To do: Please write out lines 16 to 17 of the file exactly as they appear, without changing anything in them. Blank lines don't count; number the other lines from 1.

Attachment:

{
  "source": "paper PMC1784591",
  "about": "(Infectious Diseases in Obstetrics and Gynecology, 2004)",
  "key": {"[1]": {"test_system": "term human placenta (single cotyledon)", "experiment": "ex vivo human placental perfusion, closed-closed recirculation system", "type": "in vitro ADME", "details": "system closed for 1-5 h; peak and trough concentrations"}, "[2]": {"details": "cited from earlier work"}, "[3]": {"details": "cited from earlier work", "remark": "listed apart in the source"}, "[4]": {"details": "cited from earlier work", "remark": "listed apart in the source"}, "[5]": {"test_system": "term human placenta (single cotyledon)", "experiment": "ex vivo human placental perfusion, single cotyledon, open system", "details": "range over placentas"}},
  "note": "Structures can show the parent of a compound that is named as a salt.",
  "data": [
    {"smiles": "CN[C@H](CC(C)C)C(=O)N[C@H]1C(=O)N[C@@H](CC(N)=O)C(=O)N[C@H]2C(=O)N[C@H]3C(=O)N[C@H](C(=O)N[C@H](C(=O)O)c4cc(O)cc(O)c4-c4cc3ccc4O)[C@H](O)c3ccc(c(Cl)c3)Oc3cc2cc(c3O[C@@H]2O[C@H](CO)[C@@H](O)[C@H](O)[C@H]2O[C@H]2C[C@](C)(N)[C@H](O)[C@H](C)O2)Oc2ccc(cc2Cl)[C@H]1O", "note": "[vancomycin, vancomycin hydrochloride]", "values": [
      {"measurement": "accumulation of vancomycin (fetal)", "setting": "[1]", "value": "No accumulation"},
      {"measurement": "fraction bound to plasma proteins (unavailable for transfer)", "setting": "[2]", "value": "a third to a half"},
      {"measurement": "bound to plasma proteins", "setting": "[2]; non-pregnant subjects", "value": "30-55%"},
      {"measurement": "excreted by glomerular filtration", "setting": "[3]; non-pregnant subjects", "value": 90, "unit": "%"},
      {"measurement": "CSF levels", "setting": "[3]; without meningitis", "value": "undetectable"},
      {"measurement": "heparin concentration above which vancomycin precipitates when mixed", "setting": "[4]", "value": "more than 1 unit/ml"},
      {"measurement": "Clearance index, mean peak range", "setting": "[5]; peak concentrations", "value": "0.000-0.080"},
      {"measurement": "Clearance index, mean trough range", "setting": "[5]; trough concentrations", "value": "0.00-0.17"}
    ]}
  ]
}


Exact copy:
    ]}
  ]